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Friday, July 12, 2024

A’s, Giants look to get back on track in 2018

Bay Area baseball teams face similar challenges to stay in contention this season

Both of the Bay Area’s baseball teams, the Oakland Athletics and San Francisco Giants, kicked off their seasons last Thursday afternoon with close victories over their in-state division rivals. The 2018 season marks a big anniversary for both clubs in their time on the West Coast. This year, the A’s will celebrate their 50th year in Oakland and the Giants will honor their 60th year in San Francisco.

The A’s enter the 2018 campaign with a renewed sense of optimism toward the future, after seeing some of the team’s top prospects make their big-league debuts last season and experience a good deal of success. In addition, Oakland stirred up some excitement with a red-hot September, winning 17 of their last 24 regular season games.

The team has finished in the cellar of the AL West for the last three consecutive years, so the only direction it can go is up. Despite last season’s struggles, the A’s still played an exciting brand of baseball, bashing the fourth-most home runs in the league with 234 and recording 11 walk-off wins.

Oakland should have no trouble scoring runs once again in 2018, rolling out quite a well-balanced and powerful lineup. They will undoubtedly depend on the long ball once again, but will really need to put the ball in play more if they hope to have sustained success at the plate. The team set a franchise record with 1,491 strikeouts in 2017.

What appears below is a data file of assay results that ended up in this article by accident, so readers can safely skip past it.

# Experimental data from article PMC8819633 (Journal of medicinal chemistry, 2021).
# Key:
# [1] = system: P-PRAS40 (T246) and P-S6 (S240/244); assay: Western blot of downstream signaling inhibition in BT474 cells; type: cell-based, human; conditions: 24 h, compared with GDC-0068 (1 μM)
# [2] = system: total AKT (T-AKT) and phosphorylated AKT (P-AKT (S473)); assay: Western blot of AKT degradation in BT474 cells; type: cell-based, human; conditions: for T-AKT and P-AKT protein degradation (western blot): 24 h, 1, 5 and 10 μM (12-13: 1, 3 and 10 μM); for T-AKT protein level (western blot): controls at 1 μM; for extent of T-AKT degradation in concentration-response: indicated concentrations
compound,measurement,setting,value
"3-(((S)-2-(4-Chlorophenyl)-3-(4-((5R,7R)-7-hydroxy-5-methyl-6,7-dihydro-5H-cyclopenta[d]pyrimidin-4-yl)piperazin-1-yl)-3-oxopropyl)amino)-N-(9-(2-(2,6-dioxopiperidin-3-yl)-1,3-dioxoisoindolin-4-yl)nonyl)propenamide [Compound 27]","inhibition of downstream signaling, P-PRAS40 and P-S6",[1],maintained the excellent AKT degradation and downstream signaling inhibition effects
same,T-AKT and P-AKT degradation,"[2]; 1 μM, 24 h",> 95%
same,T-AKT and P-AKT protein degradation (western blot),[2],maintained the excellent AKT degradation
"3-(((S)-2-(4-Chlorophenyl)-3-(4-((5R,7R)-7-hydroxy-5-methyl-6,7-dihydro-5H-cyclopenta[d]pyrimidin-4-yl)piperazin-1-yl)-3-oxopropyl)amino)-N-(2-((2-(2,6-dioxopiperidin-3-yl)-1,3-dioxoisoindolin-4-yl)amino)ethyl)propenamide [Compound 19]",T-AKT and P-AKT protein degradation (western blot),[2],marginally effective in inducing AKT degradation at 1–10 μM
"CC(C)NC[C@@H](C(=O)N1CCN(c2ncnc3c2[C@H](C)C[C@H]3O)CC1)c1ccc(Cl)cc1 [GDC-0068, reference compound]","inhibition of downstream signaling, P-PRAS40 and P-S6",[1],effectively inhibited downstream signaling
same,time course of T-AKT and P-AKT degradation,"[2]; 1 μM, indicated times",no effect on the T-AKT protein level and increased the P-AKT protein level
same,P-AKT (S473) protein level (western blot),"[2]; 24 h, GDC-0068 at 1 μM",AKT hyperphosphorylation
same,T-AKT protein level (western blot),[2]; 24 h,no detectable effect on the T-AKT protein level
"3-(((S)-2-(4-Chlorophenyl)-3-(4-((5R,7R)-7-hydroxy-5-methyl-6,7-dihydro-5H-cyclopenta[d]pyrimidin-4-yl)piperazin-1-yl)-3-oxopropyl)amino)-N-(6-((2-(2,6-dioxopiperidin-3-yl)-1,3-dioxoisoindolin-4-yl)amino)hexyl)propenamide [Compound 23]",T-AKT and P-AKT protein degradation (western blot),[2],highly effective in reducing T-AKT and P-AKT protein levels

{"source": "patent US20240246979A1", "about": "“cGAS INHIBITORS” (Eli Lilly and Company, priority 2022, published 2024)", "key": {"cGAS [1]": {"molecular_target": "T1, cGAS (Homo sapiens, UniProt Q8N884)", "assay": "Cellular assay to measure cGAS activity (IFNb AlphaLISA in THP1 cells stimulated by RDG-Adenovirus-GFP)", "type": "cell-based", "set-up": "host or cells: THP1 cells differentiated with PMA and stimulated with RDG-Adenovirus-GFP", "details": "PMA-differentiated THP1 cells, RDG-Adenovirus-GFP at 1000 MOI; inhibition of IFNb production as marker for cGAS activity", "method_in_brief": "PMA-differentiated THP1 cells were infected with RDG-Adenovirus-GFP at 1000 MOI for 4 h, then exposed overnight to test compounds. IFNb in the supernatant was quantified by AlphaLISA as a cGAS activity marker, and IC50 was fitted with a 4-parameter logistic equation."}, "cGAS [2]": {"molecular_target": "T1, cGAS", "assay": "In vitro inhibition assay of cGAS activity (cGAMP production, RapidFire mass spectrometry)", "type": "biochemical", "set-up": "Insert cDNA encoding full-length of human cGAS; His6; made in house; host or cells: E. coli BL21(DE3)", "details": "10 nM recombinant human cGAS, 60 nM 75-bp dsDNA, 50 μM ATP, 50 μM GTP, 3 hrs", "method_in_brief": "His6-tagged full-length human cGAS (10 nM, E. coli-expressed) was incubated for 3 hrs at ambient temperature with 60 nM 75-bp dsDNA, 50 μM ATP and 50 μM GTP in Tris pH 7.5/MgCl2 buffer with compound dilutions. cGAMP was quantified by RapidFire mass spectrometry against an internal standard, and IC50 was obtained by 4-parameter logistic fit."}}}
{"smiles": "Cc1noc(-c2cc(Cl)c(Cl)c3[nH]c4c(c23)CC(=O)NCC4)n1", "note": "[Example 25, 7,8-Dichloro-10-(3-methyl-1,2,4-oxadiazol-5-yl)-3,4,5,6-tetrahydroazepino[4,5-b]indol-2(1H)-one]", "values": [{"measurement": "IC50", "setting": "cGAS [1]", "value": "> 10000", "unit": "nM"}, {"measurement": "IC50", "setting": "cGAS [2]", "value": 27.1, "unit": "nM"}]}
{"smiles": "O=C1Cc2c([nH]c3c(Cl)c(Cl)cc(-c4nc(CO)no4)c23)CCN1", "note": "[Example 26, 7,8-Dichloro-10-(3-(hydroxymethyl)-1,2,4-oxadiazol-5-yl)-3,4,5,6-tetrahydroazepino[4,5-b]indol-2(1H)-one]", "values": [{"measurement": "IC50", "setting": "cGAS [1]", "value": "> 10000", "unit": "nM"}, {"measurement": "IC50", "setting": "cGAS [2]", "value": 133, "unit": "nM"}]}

No other player in Major League Baseball has hit more home runs over the last two seasons than left fielder Khris Davis, who has slugged 85 ever since being traded to the A’s in the winter of 2016. Oakland will depend on him to continue being the anchor in the middle of the lineup.

First baseman Matt Olson, who hit 24 home runs in a short stint of 59 games last year, will also look to prove that his early success was no fluke. The former first round draft pick has the potential to be a cornerstone player for the franchise for many years to come.

The biggest question mark for Oakland heading into 2018 is the starting rotation. Right hander Jharel Cotton, who was supposed to be the team’s third starter, suffered an elbow injury at the tail end of Spring Training and will be forced to undergo Tommy John surgery and miss the season. At the top of the rotation, opening day starter Kendall Graveman and lefty Sean Manaea are the only two arms on the staff that have a considerable amount of experience pitching in the big leagues. Oakland will hope to that each guy can deliver about 30 starts and give them a favorable chance to win every time out there.

The club will need to receive contributions from some less experienced arms like Daniel Mengden and Daniel Gossett in order to stay in contention throughout the summer.

Overall, the A’s face an uphill climb to compete in the AL West, going up against the defending World Series champion Houston Astros and talented teams on the cusp of contending like the Seattle Mariners and Los Angeles Angels. It is vital for Oakland to avoid the injury bug, especially in a starting rotation that lacks depth in the minor leagues. If the A’s can get a satisfactory performance from their starting pitchers everyday, they have a chance to win a lot of ball games with a greatly-improved bullpen and powerful lineup.